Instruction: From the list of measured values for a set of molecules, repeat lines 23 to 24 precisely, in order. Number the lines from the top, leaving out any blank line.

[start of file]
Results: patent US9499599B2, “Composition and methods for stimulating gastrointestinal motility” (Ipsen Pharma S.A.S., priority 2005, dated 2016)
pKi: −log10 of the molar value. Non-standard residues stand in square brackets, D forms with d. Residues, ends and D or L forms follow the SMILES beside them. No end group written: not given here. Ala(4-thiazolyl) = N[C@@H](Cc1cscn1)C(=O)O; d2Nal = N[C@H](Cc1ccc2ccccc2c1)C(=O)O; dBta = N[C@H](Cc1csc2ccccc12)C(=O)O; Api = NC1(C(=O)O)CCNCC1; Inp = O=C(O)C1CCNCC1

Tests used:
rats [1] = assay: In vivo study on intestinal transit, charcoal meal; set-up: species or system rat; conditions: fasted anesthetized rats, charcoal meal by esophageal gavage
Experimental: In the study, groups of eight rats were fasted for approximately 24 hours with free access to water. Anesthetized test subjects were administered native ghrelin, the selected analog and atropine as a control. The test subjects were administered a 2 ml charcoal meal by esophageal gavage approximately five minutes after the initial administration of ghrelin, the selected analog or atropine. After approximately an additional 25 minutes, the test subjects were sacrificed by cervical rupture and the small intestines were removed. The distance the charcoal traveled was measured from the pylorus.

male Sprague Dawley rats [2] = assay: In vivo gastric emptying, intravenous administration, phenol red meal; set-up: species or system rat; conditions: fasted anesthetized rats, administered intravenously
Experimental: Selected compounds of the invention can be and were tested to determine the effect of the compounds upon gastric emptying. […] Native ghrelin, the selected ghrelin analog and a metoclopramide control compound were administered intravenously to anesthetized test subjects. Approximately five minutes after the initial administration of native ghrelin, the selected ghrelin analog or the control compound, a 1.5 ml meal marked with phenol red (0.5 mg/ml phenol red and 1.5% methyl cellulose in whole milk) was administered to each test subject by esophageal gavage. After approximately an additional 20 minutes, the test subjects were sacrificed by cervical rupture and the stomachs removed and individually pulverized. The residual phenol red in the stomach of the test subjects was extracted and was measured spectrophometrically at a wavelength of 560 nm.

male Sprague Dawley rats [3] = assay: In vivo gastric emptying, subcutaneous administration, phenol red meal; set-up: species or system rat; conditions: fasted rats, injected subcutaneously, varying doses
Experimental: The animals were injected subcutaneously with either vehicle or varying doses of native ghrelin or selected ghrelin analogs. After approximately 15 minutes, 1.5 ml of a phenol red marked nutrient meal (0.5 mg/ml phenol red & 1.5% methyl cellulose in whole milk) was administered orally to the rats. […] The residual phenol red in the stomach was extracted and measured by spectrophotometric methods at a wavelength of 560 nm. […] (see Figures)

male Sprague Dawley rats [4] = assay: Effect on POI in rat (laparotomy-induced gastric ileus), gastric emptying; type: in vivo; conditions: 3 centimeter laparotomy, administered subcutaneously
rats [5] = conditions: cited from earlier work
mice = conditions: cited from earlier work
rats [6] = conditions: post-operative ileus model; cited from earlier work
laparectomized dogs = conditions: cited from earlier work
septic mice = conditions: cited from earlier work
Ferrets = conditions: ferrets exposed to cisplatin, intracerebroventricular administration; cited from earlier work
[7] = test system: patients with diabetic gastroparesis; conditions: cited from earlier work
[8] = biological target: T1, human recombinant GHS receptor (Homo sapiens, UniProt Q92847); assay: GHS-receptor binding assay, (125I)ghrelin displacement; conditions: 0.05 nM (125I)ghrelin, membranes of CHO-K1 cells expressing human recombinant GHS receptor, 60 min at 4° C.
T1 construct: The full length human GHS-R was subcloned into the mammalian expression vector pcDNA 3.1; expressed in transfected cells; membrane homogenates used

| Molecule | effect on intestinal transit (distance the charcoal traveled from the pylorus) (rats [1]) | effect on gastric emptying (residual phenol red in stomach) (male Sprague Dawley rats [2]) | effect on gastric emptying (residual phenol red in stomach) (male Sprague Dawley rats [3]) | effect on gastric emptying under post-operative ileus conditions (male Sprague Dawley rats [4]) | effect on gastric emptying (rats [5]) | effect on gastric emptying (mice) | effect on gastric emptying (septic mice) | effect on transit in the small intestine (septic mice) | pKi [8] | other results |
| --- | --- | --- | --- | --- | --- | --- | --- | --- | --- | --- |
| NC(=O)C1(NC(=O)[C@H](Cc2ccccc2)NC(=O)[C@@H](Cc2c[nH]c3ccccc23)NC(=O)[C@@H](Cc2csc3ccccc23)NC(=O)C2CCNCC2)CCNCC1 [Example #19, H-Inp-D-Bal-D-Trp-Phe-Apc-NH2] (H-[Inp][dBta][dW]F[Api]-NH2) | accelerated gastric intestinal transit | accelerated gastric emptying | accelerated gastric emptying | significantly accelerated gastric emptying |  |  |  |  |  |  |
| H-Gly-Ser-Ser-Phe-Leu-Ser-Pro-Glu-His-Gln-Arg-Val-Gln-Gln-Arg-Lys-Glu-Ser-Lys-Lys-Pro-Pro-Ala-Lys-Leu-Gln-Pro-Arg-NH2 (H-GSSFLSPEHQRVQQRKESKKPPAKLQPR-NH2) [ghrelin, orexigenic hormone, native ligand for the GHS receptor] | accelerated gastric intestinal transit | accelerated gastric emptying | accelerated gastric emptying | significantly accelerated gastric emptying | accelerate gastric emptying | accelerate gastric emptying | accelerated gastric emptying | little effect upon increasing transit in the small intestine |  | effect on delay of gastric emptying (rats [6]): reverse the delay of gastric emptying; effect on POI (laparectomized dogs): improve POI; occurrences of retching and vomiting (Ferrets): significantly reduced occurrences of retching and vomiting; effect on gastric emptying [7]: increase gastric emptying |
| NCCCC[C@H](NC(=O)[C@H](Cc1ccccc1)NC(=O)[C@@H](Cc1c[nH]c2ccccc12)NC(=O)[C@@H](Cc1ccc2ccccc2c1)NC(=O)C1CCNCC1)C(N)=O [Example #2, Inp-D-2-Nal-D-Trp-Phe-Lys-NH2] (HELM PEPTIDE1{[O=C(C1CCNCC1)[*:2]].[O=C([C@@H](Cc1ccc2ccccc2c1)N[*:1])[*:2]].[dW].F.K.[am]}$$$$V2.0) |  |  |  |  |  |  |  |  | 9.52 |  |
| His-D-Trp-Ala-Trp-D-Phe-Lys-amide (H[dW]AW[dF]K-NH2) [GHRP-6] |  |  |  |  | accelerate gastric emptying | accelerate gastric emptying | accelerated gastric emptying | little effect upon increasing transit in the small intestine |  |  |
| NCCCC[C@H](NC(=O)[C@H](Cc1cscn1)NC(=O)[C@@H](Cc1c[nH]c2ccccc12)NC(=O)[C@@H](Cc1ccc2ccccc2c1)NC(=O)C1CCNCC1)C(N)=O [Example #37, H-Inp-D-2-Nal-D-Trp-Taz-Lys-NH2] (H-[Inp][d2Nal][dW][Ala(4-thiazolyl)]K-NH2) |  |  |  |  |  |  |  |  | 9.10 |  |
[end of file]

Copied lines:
| H-Gly-Ser-Ser-Phe-Leu-Ser-Pro-Glu-His-Gln-Arg-Val-Gln-Gln-Arg-Lys-Glu-Ser-Lys-Lys-Pro-Pro-Ala-Lys-Leu-Gln-Pro-Arg-NH2 (H-GSSFLSPEHQRVQQRKESKKPPAKLQPR-NH2) [ghrelin, orexigenic hormone, native ligand for the GHS receptor] | accelerated gastric intestinal transit | accelerated gastric emptying | accelerated gastric emptying | significantly accelerated gastric emptying | accelerate gastric emptying | accelerate gastric emptying | accelerated gastric emptying | little effect upon increasing transit in the small intestine |  | effect on delay of gastric emptying (rats [6]): reverse the delay of gastric emptying; effect on POI (laparectomized dogs): improve POI; occurrences of retching and vomiting (Ferrets): significantly reduced occurrences of retching and vomiting; effect on gastric emptying [7]: increase gastric emptying |
| NCCCC[C@H](NC(=O)[C@H](Cc1ccccc1)NC(=O)[C@@H](Cc1c[nH]c2ccccc12)NC(=O)[C@@H](Cc1ccc2ccccc2c1)NC(=O)C1CCNCC1)C(N)=O [Example #2, Inp-D-2-Nal-D-Trp-Phe-Lys-NH2] (HELM PEPTIDE1{[O=C(C1CCNCC1)[*:2]].[O=C([C@@H](Cc1ccc2ccccc2c1)N[*:1])[*:2]].[dW].F.K.[am]}$$$$V2.0) |  |  |  |  |  |  |  |  | 9.52 |  |